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Butttons19

Rochelle Or Something Else? Beginner

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I'm an English Morris dancer and play mainly English tunes in the harmonic style (tune underpinned by chords, basses and harmonies) which means most of what I play on a CG box would be in C or G. Irish players tend to play single line melodies with only minimal accompaniment. This allows them to roam free across more keys, often playing in D or A on a C G box. To do this, they need more than 20 buttons, and 30 is the norm.

 

Mikefule, I hope I am not hijacking this thread, but do you feel a 20 button anglo is sufficient for most English tunes? I don't play the concertina yet (I am learning the D/G melodeon) but I would eventually like to acquire a C/G anglo. Would 20 buttons be sufficient for playing harmonic style arrangements of English tunes, possibly including accompanying songs? My top musical "role model" at the moment is John Kirkpatrick, and I believe he plays a 40 button anglo and makes use of them all! But of course I'm not looking to play professionally or revolutionize the folk world, just to play for my own enjoyment.

 

 

Certainly, there is a lot that you can do harmonically on a 20 button, especially if you take the additional trouble to play across the rows in the higher of the two main keys (G on a C/G box).

 

Of course, the 30 button offers more and easier accompaniment options. I also have a 38 (unfortunately B flat/F so useless for Morris sessions) but I only tend to use the extra buttons for non-Morris tunes.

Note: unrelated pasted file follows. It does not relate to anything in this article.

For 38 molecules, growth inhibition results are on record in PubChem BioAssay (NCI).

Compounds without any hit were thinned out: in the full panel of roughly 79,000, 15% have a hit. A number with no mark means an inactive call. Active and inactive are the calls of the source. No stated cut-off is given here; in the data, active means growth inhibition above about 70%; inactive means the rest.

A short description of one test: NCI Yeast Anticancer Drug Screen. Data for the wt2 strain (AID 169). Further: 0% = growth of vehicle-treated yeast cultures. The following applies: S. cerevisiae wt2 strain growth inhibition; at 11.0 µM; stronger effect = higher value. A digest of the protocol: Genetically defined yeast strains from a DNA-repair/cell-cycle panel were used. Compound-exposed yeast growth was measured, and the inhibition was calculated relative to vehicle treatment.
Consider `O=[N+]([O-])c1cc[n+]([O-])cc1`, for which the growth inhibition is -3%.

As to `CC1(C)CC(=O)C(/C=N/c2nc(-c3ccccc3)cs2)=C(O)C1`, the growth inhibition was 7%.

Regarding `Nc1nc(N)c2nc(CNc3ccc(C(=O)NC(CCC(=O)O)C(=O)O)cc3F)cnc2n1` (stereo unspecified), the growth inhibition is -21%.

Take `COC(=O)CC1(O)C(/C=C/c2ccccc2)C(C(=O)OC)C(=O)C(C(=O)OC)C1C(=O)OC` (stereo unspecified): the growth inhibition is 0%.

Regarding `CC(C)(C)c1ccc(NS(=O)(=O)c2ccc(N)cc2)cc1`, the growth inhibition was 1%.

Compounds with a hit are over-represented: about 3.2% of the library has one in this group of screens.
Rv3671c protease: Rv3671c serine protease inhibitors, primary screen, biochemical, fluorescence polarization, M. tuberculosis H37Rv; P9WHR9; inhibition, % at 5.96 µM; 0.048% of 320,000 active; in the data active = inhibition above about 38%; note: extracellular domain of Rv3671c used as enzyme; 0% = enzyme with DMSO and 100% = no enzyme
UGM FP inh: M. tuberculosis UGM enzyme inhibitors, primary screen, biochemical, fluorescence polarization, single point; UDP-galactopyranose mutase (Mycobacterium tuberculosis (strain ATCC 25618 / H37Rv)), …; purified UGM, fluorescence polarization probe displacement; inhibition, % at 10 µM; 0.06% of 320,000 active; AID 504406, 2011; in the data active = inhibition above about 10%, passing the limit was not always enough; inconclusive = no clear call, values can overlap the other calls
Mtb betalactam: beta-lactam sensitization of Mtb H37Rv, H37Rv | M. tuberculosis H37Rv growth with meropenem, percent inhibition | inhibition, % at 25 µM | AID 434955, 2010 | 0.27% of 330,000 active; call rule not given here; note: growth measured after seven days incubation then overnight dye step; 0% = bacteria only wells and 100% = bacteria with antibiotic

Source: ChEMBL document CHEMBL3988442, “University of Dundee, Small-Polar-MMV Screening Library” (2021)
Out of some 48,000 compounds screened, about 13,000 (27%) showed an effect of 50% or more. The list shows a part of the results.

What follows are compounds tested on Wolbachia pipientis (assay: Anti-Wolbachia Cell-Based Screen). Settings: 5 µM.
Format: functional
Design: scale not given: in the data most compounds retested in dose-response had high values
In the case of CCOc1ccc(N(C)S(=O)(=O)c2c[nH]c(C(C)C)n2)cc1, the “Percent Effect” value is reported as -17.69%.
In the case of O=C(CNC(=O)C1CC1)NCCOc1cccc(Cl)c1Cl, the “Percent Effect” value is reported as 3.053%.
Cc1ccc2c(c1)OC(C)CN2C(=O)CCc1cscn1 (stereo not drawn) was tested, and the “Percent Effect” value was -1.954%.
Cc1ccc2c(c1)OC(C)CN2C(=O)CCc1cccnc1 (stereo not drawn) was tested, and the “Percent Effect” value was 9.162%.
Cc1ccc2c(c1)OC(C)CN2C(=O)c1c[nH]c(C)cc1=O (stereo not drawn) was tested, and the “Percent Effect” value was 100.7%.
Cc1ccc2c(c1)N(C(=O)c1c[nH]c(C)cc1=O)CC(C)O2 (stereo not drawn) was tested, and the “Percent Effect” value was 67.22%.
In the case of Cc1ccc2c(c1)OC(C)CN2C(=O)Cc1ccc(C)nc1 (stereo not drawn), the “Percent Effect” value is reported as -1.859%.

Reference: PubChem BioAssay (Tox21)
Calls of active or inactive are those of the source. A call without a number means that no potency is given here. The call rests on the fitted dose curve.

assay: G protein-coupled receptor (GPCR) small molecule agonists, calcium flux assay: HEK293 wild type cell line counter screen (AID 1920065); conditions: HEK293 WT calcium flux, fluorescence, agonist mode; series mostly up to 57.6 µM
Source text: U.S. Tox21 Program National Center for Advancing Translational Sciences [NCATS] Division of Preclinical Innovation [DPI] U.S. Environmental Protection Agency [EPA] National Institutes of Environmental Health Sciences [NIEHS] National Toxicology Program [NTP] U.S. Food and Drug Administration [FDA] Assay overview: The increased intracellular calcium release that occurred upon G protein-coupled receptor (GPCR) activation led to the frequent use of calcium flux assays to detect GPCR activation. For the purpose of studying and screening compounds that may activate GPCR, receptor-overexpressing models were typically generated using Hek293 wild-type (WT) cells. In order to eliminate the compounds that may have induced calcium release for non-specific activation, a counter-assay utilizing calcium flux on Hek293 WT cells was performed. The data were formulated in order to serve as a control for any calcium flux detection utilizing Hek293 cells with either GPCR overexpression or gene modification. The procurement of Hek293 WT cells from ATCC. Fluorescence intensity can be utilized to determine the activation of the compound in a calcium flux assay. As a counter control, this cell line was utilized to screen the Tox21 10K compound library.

I believe it to be the case that William Kimber learned on a 20b and when he was later given a box with more buttons, he stuck to using the core 20 for his Morris tunes, although he was perfectly able to use the others for his wider repertoire.

 

If you want to play with other Morris musicians you will find that G is the predominant key due to the melodeon.

 

Playing in G on a C/G Anglo can get a bit squeaky on some tunes. However it is great on tunes that go down below the tonic.

 

Playing in G on G/D box has more limited chords - I especially miss the E minor push.

 

If you play solo and put the work in, it's very rewarding.

 

Most Morris tunes are in one straight key with no accidentals. The same goes for generic country dance tunes. However, many Playford style tunes need the extra notes of a 30 button.

 

To me, the big thing about a 20 b is it makes you work with the core Anglo layout and it emphasises the quirky character of the Anglo sound: sometimes rich harmonies, but often sparse and sometimes limited to raw octaves, fifths or thirds. It makes me understand the music better. However, there is no doubt that the 30 (or more) button is more versatile.

 

Here are a couple of my videos of English tunes on 20b. Other and better musicians are available!

 

https://youtu.be/hYfte-gRcI0

 

https://youtu.be/YylmQXQ2KLI

 

https://youtu.be/GUkAHuTzqIc

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Posted (edited)

...I've look at Concertina Connection Rochelle's that I've heard are much better than 'Made in China' (like mine!)...

 

I've not played one, but FWIW, Harry Geuns offers a 'deal' on the Rochelle (http://bandoneon-maker.com/rochelle/). From memory,